The interesting subject of common sense is the topic of a superb, recently published book. The Ministry of Common Sense, written by Martin Lindstrom, provides countless examples that prove how common sense has become a scarce commodity in many organisations.
Held to hostage by pointless rules, endless meetings, seductive technology and a conspicuous lack of empathy towards customers, marketers and their colleagues in other departments, are getting impractical in so much of what they do, and the products which they offer us. Lindstrom’s book brought to mind the following examples of lack of common sense that we often encounter in India.
* In most Indian homes, fresh vegetables are consumed every day, whereas we consume frozen food far less often. Yet, the refrigerators marketed to us mostly have the freezer right on the top, where it is easily accessible. On the other hand, the vegetable compartment is right at the bottom, so, of course, we have to bend over several times a day to get our veggies. A perfect recipe for painful back ailments.
* My 85-year old mother gets her medical tablets in beautiful looking blister strip packs, which were recently upgraded and redesigned. These new blister packs look really lovely, but for an elderly lady with unsteady hands, there is one important problem — they are virtually impossible to prise open.
* When I stay in luxury hotels, I am often faced with shower control knobs that resemble the complex control panels of a spacecraft. The big issue with these high-tech showers is that one is not quite sure what movement leads to what precise action — hence, I am often doused with ice-cold water, and once been scalded by boiling hot water.
* Some remote controls, of television sets and room air-conditioners, have so many buttons on them that it takes great intellectual effort to figure out how to switch on the evening news, or set the air-conditioning so that the draft does not blow directly in your face.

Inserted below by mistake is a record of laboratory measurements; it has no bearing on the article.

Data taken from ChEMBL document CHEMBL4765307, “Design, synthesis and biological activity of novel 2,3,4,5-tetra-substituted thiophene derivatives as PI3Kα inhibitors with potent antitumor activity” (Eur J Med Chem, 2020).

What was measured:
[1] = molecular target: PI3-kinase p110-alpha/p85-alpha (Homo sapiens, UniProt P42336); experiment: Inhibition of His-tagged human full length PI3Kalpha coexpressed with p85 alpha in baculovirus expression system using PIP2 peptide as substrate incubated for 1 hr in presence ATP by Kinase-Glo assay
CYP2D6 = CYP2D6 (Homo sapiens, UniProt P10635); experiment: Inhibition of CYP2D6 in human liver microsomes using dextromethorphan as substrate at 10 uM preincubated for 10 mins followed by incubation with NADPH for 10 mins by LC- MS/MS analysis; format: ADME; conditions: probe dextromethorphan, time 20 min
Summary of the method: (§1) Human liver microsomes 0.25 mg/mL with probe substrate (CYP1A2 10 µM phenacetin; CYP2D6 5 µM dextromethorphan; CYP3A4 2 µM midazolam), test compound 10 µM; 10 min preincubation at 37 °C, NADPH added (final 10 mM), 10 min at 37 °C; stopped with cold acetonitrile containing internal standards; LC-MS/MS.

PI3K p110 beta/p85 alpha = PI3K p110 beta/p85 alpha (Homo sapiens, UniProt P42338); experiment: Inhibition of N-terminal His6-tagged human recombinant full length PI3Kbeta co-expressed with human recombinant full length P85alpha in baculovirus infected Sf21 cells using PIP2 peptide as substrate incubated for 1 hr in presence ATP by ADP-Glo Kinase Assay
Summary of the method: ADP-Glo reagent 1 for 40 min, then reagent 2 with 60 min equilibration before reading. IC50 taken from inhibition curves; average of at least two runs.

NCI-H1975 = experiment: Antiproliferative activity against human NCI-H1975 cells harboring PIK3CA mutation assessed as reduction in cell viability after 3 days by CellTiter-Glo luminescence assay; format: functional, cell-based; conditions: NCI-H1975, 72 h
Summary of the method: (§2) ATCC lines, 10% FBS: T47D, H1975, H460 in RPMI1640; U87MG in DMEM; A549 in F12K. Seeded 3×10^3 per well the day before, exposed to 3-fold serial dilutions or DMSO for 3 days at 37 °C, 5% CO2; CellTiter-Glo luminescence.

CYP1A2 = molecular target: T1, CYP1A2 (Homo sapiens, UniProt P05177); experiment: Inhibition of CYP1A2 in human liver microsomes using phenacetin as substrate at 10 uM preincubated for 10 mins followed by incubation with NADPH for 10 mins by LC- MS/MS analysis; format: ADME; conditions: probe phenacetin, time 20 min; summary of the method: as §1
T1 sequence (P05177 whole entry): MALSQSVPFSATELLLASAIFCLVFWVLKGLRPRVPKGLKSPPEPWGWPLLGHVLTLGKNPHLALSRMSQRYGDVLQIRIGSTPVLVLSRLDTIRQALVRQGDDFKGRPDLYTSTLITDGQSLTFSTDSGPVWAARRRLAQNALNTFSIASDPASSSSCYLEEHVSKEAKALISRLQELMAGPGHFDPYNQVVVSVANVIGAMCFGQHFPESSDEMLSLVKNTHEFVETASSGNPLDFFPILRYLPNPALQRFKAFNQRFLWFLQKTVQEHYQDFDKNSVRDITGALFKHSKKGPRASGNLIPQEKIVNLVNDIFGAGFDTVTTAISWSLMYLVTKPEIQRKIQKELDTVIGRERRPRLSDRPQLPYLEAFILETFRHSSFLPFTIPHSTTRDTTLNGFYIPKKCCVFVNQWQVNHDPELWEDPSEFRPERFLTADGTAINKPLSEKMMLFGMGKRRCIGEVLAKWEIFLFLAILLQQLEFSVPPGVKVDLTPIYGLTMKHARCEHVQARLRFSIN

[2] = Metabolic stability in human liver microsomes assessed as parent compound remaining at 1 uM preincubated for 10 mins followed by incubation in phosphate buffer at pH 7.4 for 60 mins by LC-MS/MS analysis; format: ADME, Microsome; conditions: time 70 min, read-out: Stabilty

* On packs of toothpaste or tea, it is often impossible to locate essential things such as the date of expiry. There are arrows that ask you to look up, down, or sideways, but it takes some searching before you eventually see the date.
* Many Indian brands, which wish to appeal to large numbers of consumers in smaller towns and semi-urban areas of our country, feature only English text on their websites and various other touch points. They do this, notwithstanding well-known data that only around 6 per cent of the Indian population can read and speak English.
Why sense is uncommon
Martin Lindstrom blames this recurring lack of common sense on the way modern corporates tend to function. A lot of attention is paid to internally generated issues, organisational politics, ivory tower thinking, and the constant need to impress the powers-that-be.
There are lots of long meetings that suck out valuable thinking time. And a host of archaic rules. He points out how so much organisational time is spent looking internally, to resolve entangled reporting lines and break organisational silos, whereas relatively far less time is spent with customers.
Lindstrom also lays part of the blame at the doors of technology, which has “invaded our lives” and has delivered many benefits for sure, but is often the enemy of common sense. For instance, marketers may well conclude that relying on data and analytics, powered by artificial intelligence, is a good substitute for meeting customers. But this may result in a total lack of customer empathy.
Bringing back common sense
The book offers many useful suggestions to bring back common sense, including the creation of a “ministry” of common sense, to eliminate everything that does not make sense.
Two specific Lindstrom recommendations that appealed to me: First, the need for marketers to spend quality time with real customers, and understand how their products or categories are actually used. Nothing brings more common sense into our thinking as much as the process of interacting with customers, understanding their needs first-hand, and, also experiencing our own company’s products as customers, ourselves. That is why Bhaskar Bhat, my boss at Titan for several years, used to spend time visiting stores regularly, speaking with franchisees, observing and interacting with customers.
A second recommendation is that each marketer should figure out the simple “human” purpose that his or her brand stands for, and then do everything to reinforce that one word or phrase in the customer’s life, through all the products, services and experiences that the brand offers. For instance, Volvo stands for “safety”, Disney is “magic”, Nestle is “health” and Tata is “trust”. This helps bring simple, sensible thinking that can cut through dense and complex corporate jungles.
As this book rightly concludes, it is time to put common sense back in our lives.
Harish Bhat is Brand Custodian, Tata Sons. These are his personal views. He acknowledges the inputs received from Bhaskar Bhat in the writing of this article.